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Suppose a Jewish man and Jewish woman end up stranded on an island in the South Pacific as a result of a plane crash or ship wreck, with no other survivors, and no hope of rescue. In fact, respective families had already said Kaddish for them.

As a result of struggling to survive over the years, the two eventually fall in love.

Is there any way they can declare themselves married in God's eyes alone?

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כי ישרים דרכי ה' ... ופושעים יכשלו בם –  Shalom Jul 9 '13 at 4:36
    

1 Answer 1

"Married in G-d's eyes" is an awfully hazy phrase. We believe that G-d gave us laws that tell us what marriage is (and isn't).

What effects marriage between a Jewish man and woman, in theory, could be relations, but that would require intent and witnesses (well witnessing seclusion). Maimonides, Laws of Husbandry Ch. 3

And the Talmud says this is a theoretical, and imposed lashes on anyone who tries this crazy stunt. Giving a ring (or anything else intrinsically worth a dollar, for that matter) before two adult, Jewish male witnesses is the way to go.

And no, "everyone knows they're shipwrecked" doesn't mean there are witnesses to seclusion, that means people assume they're dead. (If everyone on the street sees Joe & Jane living as a family unit for a year, that's a very different story.)

But without witnesses, no there is no "lifeboat option." There's a famous story of a Jewish man and woman who are taken as slaves by the Romans and put in a room together to reproduce; as there was no possibility of marriage, he didn't touch her.

We have a system of laws, and they are what they are. Trying to to somehow creatively squeeze the law into legitimizing our actions really smells of hubris. Recall how King Saul kept insisting, through all sorts of contortions and rationalizations, that he followed the law when he hadn't (I Samuel 15:20), and this caused him to lose the throne. King David, on the other hand, (II Samuel 12:13), has the courage to admit "yes I messed up." -- and he's able to survive his failure.

Regarding the shipwreck case or whatever, I can theoretically point out that premarital relations are less-seriously prohibited than most other prohibited relations (e.g. adultery bears a theoretical death penalty, whereas premarital relations are at most lashes), and I have no idea how G-d would judge particular people in particular situations. But don't try to play games saying that this is within the boundaries of the law.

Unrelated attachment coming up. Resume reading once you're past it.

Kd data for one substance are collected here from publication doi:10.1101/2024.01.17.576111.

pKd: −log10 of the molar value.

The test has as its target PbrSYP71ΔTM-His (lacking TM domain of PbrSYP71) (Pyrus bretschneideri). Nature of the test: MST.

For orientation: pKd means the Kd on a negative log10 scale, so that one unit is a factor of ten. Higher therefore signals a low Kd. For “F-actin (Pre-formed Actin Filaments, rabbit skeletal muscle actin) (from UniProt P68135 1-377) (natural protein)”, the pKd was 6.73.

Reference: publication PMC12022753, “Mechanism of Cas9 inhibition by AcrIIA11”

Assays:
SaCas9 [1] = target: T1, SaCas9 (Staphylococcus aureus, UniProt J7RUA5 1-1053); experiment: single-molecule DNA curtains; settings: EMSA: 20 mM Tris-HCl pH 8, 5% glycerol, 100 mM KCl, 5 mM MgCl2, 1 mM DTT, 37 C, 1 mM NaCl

(As for "what about the commandment of procreation?" The occasional situation can come up in which well, you can't always fulfil every "yes-do" commandment. If there's a mean guy who bought every Etrog in a thousand mile radius just before Sukkot and won't share them, no you are not allowed to steal one of his -- you just turn to G-d and say "I tried my best but couldn't hold an Etrog this year", and if it was truly and legitimately beyond our control, we're not held to task for it -- just as the Torah makes clear that we never blame a rape victim.)

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Not particularly relevant to your answer, but your famous story is, I think, of R' Tzadok in Avot deRebi Natan? If so, his reason for not wanting to have sex with the woman was not because he cannot marry her but because it will lead to his making mamzerim (שמא אבוא עליה והרביתי ממזרים בישראל; ARN 16). It's an interesting passage, but it's not the halakha. Obviously, we pasken that there's no risk of mamzerim, but prohibit intermarriage on other grounds. –  Shimon bM Jul 8 '13 at 10:39
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@Aule Who says that these are formalities? This is how we effect a marriage. –  Daniel Jul 9 '13 at 4:01
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Comments pruned: comments are for seeking or providing clarification to the answer, not for new questions and extended conversations. If the answer to one question prompts you to wonder about something else, please ask a new question. –  Monica Cellio Jul 9 '13 at 16:13
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@Shalom I think you're stuck up on you're first comment ישרים דרכי so you're making it a tough luck situation - so therefore you're going to use the word "marriage" as a weapon, but in his comments he brings the Mitzvah of פרו ורבו which means he wants to know is there a way out of the normal marriage process in a catch22 situation. (I don't think he cares if we call it marriage or potatoes.) –  Meir Zirkind Jul 9 '13 at 19:27
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@ShimonbM: I believe the story he is referring to is in Gitin 57a, "מעשה בארוס וארוסתו שנשבו לבין העובדי כוכבים והשיאום זה לזה אמרה לו בבקשה ממך אל תגע בי שאין לי כתובה ממך ולא נגע בה עד יום מותו וכשמת אמרה להן סיפדו לזה שפטפט ביצרו יותר מיוסף דאילו ביוסף לא הוה אלא חדא שעתא והאי כל יומא ויומא ואילו יוסף לאו בחדא מטה והאי בחדא מטה ואילו יוסף לאו אשתו והא אשתו" –  Menachem Oct 14 '13 at 0:33

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